Have you ever noticed how quickly the tension creeps back into your shoulders as you stand in baggage claim waiting for your luggage on your last day of vacation? Or how your recollection of the hypnotic sound of the waves on the beach or the delicious meal you enjoyed the day before seem to all but disappear almost immediately?
Yep. Been there, done that. I have several of those t-shirts.
Here are 3 ways that you can reap the greatest benefit from that elusive time for many known as vacation:
1) Disconnect while you are away.
Make a point to leave the office physically and mentally when you go away. Sabine Sonnentag, Ph.D. found that “psychological detachment”, the state of disengaging from work during non-work time could improve life satisfaction and enhance on-the-job performance.
Sonnentag suggests that we can increase our likelihood of fully extracting ourselves from the workplace by taking vacation during times when workloads are low and deadlines aren’t hanging over your head.
Yes, I know all too well that this is easier said than done, but you are absolutely worth the investment of time required to rejuvenate and re-energize yourself.
Read the sentence above again until you believe it. I’m completely serious.
To put it bluntly: the world will not likely implode during your absence. The odds really are low. You can absolutely take steps before your vacation to ensure that you won’t need to connect to take care of business. So do that so you can let go.
Collaboration is about building trust and empowering others to take action in your absence. Responsible leadership additionally means using the ‘oxygen mask’ to save yourself from time-to-time so you can return refreshed and ready to execute at the top of your game.
Jeroen Nawjin, Ph.D. and a team of researchers in the Netherlands found that post-vacation happiness was directly correlated with the amount of relaxation or stress encountered by the individual traveler (i.e. the more stressful the time away, the lower the level of post-trip bliss).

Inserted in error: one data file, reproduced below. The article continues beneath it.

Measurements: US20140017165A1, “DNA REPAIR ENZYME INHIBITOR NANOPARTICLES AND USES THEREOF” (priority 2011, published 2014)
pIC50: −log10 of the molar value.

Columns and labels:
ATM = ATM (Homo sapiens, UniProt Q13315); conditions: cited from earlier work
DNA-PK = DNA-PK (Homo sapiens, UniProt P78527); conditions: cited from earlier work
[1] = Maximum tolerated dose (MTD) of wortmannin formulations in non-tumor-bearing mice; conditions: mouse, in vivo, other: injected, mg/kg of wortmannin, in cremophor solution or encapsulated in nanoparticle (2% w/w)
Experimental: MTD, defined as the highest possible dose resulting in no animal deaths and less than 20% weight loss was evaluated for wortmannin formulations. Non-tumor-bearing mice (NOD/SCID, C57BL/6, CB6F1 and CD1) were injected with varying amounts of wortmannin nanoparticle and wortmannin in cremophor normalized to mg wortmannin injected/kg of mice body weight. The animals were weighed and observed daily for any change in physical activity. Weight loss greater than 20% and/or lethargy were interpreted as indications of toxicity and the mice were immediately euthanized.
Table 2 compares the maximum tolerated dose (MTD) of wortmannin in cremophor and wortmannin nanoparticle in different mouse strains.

In Nawjin’s study, the only individuals who reported a positive increase in happiness after their trips were those who indicated that they were ‘very relaxed’; even those who said they were ‘relaxed’ on their trip didn’t see an upwards tick. Wow.
The ability to disconnect on vacation is critical. Focus on the moment and not your to-dos.
2) Prepare for re-entry
You can modestly extend the joy from your trip by telling family and friends about your best experiences and sharing photos or keepsakes. However, we all must eventually return to the usual routine.
While you may think that it is best to use every bit of vacation time away from home, there can actually be value in building in some time to catch up on the basics (i.e. unpacking, opening mail, doing laundry, etc.) in preparation for the week ahead to reduce those items as potential stressors.
Prepare yourself for success by thinking about the things that will make your return to life as you know it easier.
Getting home from Vegas at midnight with the plan to return to work the next day at 8 am seems like a good idea beforehand. Trust me when I say it wasn’t. Er, it isn’t.
3) Plan shorter, more frequent trips
So do longer vacations make you happier? Nawjin suggests that post-vacation happiness isn’t ultimately associated with the length of a vacation. The increase in happiness noted for travelers in his study was associated primarily with the planning for and excitement about the trip beforehand. Anticipation itself creates positive emotion.
Researcher Charlotte Fritz, Ph.D. likewise suggests that feelings of well being seem to drop off about 2 weeks after a vacation experience independent of the length. Jessica de Bloom, Ph.D. and her colleagues found that the effects of vacation typically faded in a week.
So. The 7-day cruise may not ultimately make you any happier afterwards than the getaway over a long weekend. Consider taking several smaller trips throughout the year if possible to use the anticipation factor to your advantage on multiple occasions.
Most importantly, as obvious as this may seem, make sure that your time away includes activities that you enjoy. Plan and execute the vacation that you honestly want to take; compromise may be key if you are traveling with others.
Think about how you can apply these 3 suggestions to get more out of your vacation time, be it a ‘staycation’ in town or the most exotic trip thousands of miles from home.
Engineer Your Bliss: Make a personal commitment to completely disconnect from work during your next vacation (this means devices, thoughts and energy); see how you feel as a result.
Do you typically need a vacation from your vacation? Share in the comments below.
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